Ocicat chocolate spotted
CH Fridkullas Delfi of Wildspot
Owner: Bodil & Jan Lindell, Wildspot's cattery, Sweden
Breeder: Helena Jansson, Fridkullas cattery, Sweden

Pattern of the Ocicat:

The Ocicat is mainly a spotted cat with intensive colours and contrast (contrast scores high in the standard). The spots should be large thumbprints and shall be arranged suggesting the classical tabby pattern. The spots shall run down the legs as far as possible. The necklaces are broken.
The face shows the characteristic tabby-markings.
The tail shows rings, where on each ring is placed a large elongated spot, this is called "brush strokes".

It is likely that in a litter are also classic tabby blotched kitten, or better to say the pattern resembles more the marbled pattern. Some breeders are working with those blotched tabby Ocicats.
Discussions about those cats are very controversial, it is claimed that only the spotted Ocicat gives that wanted "wild look".

Ocicat cinnamon spotted
GIC Previka Bincadeira

There are several colour variants:

  • tawny (=black) spotted
    The spots and tabby markings are deep seal-brown, the ground colour has a warm bronze-brown tone.
  • chocolate spotted
    The spots and tabby markings are chocolate-brown, placed on a pale brown ground colour.
  • blue spotted
    The spots and tabby markings are blue-grey, the ground colour is cream to ivory. This colour is a rare colour.
  • lavender (=lilac) spotted
    The spots and tabby markings have a greyish tone, placed on a pale ivory ground colour.
  • cinnamon spotted
    The spots and tabby markings are cinnamon, placed on a very warm (almost apricot) lighter brown.
  • fawn spotted
    A very rare colour.
    The spots and tabby markings are fawn (a dark beige), placed on a pale cream ground colour.
  • All those colours exist also in silver, where the ground colour is silver-white:
    tawny silver spotted
    chocolate silver spotted
    blue silver spotted
    lavender silver spotted
    cinnamon silver spotted
    fawn silver spotted
    In cinnamon and fawn silver it is very difficult to get a strong contrast between the spots and the ground colour.
Ocicat chocolate silver spotted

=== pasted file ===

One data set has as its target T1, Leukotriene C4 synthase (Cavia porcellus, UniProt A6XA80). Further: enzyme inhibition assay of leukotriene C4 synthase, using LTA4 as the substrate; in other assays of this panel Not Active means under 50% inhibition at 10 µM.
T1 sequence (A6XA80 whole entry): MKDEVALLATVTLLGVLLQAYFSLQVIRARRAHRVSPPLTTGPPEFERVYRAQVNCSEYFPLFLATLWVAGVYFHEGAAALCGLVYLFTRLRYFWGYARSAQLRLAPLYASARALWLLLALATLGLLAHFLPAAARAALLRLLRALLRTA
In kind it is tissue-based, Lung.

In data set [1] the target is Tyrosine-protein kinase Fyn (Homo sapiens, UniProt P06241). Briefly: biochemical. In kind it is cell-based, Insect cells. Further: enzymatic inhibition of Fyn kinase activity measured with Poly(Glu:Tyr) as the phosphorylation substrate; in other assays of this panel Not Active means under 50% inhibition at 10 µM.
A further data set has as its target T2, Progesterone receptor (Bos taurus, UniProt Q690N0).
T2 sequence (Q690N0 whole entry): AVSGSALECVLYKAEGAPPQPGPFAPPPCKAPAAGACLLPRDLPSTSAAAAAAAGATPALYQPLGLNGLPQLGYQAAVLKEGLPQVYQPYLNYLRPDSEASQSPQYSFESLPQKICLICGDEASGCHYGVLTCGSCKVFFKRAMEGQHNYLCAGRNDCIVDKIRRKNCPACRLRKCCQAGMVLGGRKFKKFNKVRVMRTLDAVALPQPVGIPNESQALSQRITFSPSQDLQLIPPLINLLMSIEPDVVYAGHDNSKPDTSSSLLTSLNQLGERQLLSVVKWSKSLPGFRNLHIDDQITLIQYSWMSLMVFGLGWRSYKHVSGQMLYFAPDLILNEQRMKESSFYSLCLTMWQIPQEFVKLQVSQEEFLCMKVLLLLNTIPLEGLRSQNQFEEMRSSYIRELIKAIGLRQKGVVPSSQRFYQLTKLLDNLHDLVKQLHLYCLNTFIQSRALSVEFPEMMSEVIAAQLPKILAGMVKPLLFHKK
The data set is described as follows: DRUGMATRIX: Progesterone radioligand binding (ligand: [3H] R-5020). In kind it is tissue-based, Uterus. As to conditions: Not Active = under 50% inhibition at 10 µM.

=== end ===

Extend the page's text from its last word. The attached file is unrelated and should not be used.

GC Auxarcs White Buffalo
Owner: Helena Jansson & Bodil Lindell, Wildspot's cattery, Sweden
Breeder: Barbara Stewart, Auxarcs cattery, Arkansas, USA


Standard ACFA
Standard CCA
Standard CFA
Standard FIFe
Standard GCCF
(You must buy the booklet.)
Standard LOOF
Standard TICA
Standard WCF
Show breeders
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Breed profile

The Ocicat is a powerful, very athletic shorthair cat. It is a man-made breed. Important in the Ocicat is its athletic and wild appearance to resemble the jungle cat.

The shape of the head is a wedge which shall show some squareness. When viewed in profile, the head is medium long and the profile shows a gentle curve up to the eye brows and a lion-like nose. The muzzle is well defined with some squareness and a slight whisker pinch.
The ears are medium, wide at the base, and set on the outer corners of the skull (an angle of 45 is desired).
The eyes are large and slanted towards the ears. All eye colours are permitted, except blue.

The body is rather long and full of muscle strength, the muscles are very hard. The chest is broad and rounded. The Ocicat is quite a large breed, and surprisingly heavy. The body reflects the athletic and powerful appearance of the cat.
The legs are medium long, very well muscled (like an athletic) with firm oval paws.
The tail is rather long and strong.

The coat is very short, tight lying to the body, sleek and like satin. Most important is the spotted pattern and the contrast to resemble the wild cat. Each hair is ticked.

The Ocicat must be powerful, full of vitality, and must have that wild look.



The Ocicat is the result of crossbreeding with three breeds: Siamese, Abyssinian and American Shorthair. It was Mrs. Dalai who crated the breed in the 1960s, but her original goal was to get an Abyssinian-pointed Siamese. In those experimental litters she over sudden got a spotted kitten, looking like a baby-ocelot. The new breed was born and got the name "Ocicat". The baby-boy was named Tonga.
Subsequent mating between Dalai She (the dam of Tonga, a phenotypically ruddy Abyssinian, the result of a crossbreeding between a Siamese and an Abyssinian) to CH Whitehead Elegante Sun (a chocolate point Siamese) produced several spotted kittens which looked like Tonga. The American Shorthair was introduced to get more substance in bones and body, and to get the silver gene. The Ocicat got championship status in CFA in 1987. So it took quite a long time and much effort from the enthusiastic breeders to gain recognition for this new breed. In 1986 the stud book for outcrosses to Siamese or American shorthair was closed. Meanwhile the breed has become very popular, because of its striking pattern, its great vitality and health.



The Ocicat is an active and strong cat, full of vitality and keen interest in everything what's going on. Because of its vitality and health it is easy to breed with them. The Ocicat loves to play, it is a very social cat and is devoted to its owners. Despite its wild look it is far beyond of being wild. The Ocicat is more like a dog, it can be easily trained and is an easy going extroverted cat.



Ocicats need very little maintenance, no excessive combing. From time to time use a fine comb or a brush to remove old hairs. Shedding is very little.


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Eurocatfancy 2005-2012